Home > Great Big Greenhouse Blog > June 2015 > BONNIE'S GARDEN--Got Mosquitoes? Get These Plants

BONNIE'S GARDEN--Got Mosquitoes? Get These Plants

As the days get warmer, fireflies come out to play—and mosquitoes come out to feast.  However, there are a few things we can do to interrupt their banquet.   And there are plants that can actually either help to repel mosquitoes or help to hide your scent from them!  That’s the good news.

Lemon Grass—Lemon Grass has pretty lemon-lime colored foliage—and it’s lemony scent is large.  It contains citronella oil, which mosquitoes don’t like.  When buying it, do be sure the tag reads either “Cybopogon” or “Citronella winterianus,” as other varieties of lemon grass do not contain as much citronella oil.  Do not rub into skin as some people may find it irritating.

Lemon Balm—Lemon Balm is fast-growing, drought resistant, and shade tolerant.  It contains as much citronella oil as does lemon grass.  And, unlike Lemon Grass which is not winter-hardy here in zone 7, Lemon Balm is perennial.  And, as a bonus, it makes a delicious and soothing tea—simply pour boiling water over a few sprigs and allow to steep for 15 minutes.

Lemon Thyme—Besides helping to repel mosquitoes, Lemon Thyme is also a good groundcover for low-traffic sunny areas and the pretty flowers are VERY pollinator friendly.  Perennial.

And here are a few other plants that can help you in your dealings with mini-vampires.

Ageratum—Not only does ageratum have pretty fuzzy blue or lavender flowers, but it contains courmarin—an ingredient in many mosquito repellents.

Catnip—Your cats will be thrilled to know that a 2010 study at Iowa State University showed that catnip oil is more effect that DEET at repelling mosquitoes!  And the pollinator friendly flowers are a bonus.  Perennial.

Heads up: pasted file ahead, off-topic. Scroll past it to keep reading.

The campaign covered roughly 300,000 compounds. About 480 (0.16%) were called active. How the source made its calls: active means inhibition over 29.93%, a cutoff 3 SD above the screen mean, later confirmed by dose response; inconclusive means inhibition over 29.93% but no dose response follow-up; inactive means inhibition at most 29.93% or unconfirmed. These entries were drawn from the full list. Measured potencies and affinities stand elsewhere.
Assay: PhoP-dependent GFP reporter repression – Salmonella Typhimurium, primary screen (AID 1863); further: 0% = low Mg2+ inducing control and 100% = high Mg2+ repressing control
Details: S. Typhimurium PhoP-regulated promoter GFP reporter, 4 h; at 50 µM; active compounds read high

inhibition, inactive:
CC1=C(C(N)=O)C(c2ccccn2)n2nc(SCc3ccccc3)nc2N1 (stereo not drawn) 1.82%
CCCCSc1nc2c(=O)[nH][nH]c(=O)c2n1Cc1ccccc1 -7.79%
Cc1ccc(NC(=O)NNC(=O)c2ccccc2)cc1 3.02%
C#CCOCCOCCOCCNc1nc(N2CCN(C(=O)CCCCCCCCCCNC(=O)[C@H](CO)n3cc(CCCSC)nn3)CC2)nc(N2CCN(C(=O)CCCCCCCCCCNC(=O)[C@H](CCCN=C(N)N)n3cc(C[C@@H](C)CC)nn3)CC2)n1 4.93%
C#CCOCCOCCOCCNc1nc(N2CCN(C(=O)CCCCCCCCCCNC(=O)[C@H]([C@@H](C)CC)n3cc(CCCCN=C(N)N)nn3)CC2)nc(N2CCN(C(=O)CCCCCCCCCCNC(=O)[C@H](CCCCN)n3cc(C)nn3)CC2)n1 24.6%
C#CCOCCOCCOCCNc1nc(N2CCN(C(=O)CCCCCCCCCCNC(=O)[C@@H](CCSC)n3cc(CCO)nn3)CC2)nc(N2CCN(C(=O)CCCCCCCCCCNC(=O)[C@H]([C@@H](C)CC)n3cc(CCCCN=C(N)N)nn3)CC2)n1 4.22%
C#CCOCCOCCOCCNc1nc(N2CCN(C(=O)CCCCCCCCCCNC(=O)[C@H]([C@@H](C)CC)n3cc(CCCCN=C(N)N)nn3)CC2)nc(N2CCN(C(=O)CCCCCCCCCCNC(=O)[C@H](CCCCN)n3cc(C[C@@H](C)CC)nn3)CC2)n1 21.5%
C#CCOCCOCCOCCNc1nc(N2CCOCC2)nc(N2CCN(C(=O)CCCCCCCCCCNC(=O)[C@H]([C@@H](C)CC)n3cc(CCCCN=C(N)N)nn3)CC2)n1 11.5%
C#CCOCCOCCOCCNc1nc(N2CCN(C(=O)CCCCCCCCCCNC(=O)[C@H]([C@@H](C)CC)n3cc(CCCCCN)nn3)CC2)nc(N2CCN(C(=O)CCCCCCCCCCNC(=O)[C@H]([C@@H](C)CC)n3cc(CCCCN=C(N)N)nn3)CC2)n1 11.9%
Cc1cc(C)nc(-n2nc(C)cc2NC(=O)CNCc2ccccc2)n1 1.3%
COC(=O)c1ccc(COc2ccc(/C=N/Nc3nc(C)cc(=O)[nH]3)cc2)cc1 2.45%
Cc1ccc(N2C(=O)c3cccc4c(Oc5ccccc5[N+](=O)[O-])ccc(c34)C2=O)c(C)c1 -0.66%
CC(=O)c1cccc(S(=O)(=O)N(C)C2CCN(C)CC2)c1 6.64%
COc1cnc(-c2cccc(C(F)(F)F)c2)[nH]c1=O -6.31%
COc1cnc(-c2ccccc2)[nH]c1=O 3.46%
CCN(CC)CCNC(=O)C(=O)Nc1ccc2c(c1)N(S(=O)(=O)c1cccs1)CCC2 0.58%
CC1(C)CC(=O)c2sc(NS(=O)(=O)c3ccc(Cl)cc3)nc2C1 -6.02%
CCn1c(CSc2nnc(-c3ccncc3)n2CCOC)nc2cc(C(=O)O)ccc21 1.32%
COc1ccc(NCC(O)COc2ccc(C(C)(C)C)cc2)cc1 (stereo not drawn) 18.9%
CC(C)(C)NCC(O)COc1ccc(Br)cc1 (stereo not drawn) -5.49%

Bee Balm—Another one with pollinator friendly flowers and mosquito-repelling foliage.  Perennial.

Basil—The strong scent of basil is another great deterrent.  Mother Earth News gives a recipe for a homemade insect repellent calling for basil.  Bring 4 ounces water to a boil and pour over 4 to 6 ounces of basil leaves.  Steep several hours until cool, remove leaves (crushing them to squeeze out all the water) and place solution in a spray bottle.  Add 4 ounces of vodka and shake well.  Store in the fridge.

Marigolds—Marigolds have many uses in our gardens.  When planted in our vegetable gardens, they not only help to repel harmful nematodes, but can act as a trap crop for aphids.  When grown in pots around our deck, the spicy fragrance of the flowers can help with mosquitoes.

Rosemary, Lavender, Oregano, all Mints, Sage, regular Thyme, etc.—Any strong smelling herb can help with a mosquito problem  by camouflaging your scent so enjoy pots of rosemary, lavender, and Spearmint etc. on your deck or patio.

Remember, all these plants are most effective when the leaves are crushed or bruised to release the essential oils.  A few sprigs of catnip or lemon balm can be crushed and rubbed directly on the skin, if you’re working out in your garden.

And remember, it’s easier yet to deal with a mosquito problem by checking our yards to make sure we’re not giving them any place to lay their eggs.  Considering they can lay eggs as as little as a tablespoon of water, we have to think small.  While we want to change the water in a bird bath daily, for example, we can’t forget about the little “dip” in the splash guard under the downspout where water can stand for a couple of days after a rain.  And don’t forget about saucers under plants—or the spare pots and/or saucers under the edge of the deck.  Use mosquito “dunks” for larger areas of standing water.

Something else we can do, is to make our yards bird-friendly.  Hang bird feeders and bird houses and plant bird-friendly trees and flowers. They’ll pay us back by hanging around to eat caterpillars and mosquitoes.  And appreciate bats when they flutter overhead.  One bat can eat thousands of mosquitoes in an evening.

Oh, and one fun little fact--most of these same plants can repel fleas--and deer!
Posted: 6/1/2015 by Bonnie Pega | with 0 comment(s)
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